A histological and histomorphometrical evaluation of the application of screw-designed calciumphosphate (Ca-P)-coated implants in the cancellous maxillary bone of the goat
Caulier, H × van der Waerden, J P Wolke, J G Kalk, W Naert, Ignace Jansen, J A #
Journal of biomedical materials research vol:35 issue:1 pages:19-30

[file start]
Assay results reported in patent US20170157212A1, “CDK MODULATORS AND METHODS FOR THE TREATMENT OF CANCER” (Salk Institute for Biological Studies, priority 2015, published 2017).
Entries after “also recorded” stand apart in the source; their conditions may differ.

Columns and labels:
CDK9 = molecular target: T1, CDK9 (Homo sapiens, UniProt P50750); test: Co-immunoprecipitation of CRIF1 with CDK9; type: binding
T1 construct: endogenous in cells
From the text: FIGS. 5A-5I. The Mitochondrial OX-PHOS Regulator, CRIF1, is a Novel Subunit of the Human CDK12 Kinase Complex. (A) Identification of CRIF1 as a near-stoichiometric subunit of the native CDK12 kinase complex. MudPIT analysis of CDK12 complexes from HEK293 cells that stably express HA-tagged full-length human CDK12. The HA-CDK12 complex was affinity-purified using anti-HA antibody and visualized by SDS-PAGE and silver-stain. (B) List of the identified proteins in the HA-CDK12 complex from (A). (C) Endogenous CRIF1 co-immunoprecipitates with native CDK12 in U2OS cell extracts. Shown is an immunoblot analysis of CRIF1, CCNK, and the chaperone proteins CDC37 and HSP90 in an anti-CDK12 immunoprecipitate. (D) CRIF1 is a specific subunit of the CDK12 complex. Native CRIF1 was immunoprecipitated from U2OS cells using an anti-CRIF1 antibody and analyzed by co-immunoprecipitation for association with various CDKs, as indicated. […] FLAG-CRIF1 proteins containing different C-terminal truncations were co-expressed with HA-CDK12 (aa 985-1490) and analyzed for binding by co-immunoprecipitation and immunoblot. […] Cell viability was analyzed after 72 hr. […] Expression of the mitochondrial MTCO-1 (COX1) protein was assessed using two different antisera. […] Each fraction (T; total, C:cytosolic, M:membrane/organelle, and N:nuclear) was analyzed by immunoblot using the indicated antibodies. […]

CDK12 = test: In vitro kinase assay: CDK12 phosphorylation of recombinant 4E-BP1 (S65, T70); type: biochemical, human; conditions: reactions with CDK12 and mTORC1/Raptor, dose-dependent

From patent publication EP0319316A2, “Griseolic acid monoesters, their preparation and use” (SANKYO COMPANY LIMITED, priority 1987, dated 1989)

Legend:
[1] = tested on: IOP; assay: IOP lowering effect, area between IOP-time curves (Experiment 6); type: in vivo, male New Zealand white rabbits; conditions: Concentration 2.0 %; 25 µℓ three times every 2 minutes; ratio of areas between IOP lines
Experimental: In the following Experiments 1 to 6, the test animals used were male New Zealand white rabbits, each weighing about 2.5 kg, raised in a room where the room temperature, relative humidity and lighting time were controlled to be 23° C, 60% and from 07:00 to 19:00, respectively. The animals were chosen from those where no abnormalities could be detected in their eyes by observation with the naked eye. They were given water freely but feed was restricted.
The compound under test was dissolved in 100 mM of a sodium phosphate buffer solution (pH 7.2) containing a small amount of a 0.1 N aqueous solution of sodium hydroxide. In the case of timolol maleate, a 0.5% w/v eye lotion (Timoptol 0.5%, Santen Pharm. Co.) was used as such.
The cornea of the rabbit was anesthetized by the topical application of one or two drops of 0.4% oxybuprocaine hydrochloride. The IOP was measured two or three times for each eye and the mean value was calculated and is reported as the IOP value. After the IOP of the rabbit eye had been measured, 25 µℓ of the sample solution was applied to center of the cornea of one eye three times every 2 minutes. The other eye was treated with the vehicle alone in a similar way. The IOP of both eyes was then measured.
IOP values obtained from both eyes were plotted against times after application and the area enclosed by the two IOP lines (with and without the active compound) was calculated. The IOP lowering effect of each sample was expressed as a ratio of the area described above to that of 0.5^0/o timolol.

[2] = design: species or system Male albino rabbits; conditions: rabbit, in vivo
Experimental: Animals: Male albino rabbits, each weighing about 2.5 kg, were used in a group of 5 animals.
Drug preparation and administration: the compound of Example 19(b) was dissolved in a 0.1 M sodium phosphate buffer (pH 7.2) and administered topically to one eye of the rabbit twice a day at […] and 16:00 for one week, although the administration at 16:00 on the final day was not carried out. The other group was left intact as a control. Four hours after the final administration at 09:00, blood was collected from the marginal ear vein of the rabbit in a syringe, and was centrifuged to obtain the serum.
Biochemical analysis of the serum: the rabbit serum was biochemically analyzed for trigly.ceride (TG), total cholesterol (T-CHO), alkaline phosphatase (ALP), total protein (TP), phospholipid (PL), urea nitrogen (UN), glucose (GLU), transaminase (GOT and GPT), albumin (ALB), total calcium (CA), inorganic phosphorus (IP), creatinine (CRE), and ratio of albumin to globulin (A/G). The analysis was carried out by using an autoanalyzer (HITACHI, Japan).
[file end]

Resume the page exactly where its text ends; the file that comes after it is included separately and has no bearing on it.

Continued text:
Various studies already have shown that the occurrence of oral implant failure is higher in the maxilla than in the mandible. To learn whether Ca-P coatings can improve the success rate of oral implants in the maxilla, three different plasma-sprayed, Ca-P-coated, self-tapping Brånemark implants were inserted in the trabecular bone of the maxilla. Before the insertion of the implants, the two first upper premolars of 16 goats were bilaterally extracted. Four months later, each animal received four types of implants: three different Ca-P-coated types and one uncoated. After an endosseous period of 6 months, the implants were provided with permucosal abutments. Four months later the animals were killed. At the end of the experiment, it appeared that 10 of the 16 installed noncoated implants had failed while of the 48 Ca-P-coated implants, only 6 had failed. All successful implants were retrieved and prepared for histomorphometrical evaluation of the bone and gingiva response. The Ca-P-coated implants showed a significantly greater percentage of bone in contact with the implant surface compared with the uncoated implants. The length of the epithelium was not significantly different for the coated compared to the uncoated implants, but the connective tissue was significantly thicker for the noncoated implants than for the Ca-P-coated implants. Also, measurements revealed that all coatings showed reduction in thickness. On the basis of these findings, we concluded that the application of Ca-P coatings (1) improves the bone-implant reaction, although all coatings reduced in thickness, and (2) is of benefit during the healing period in less mineralized trabecular bone.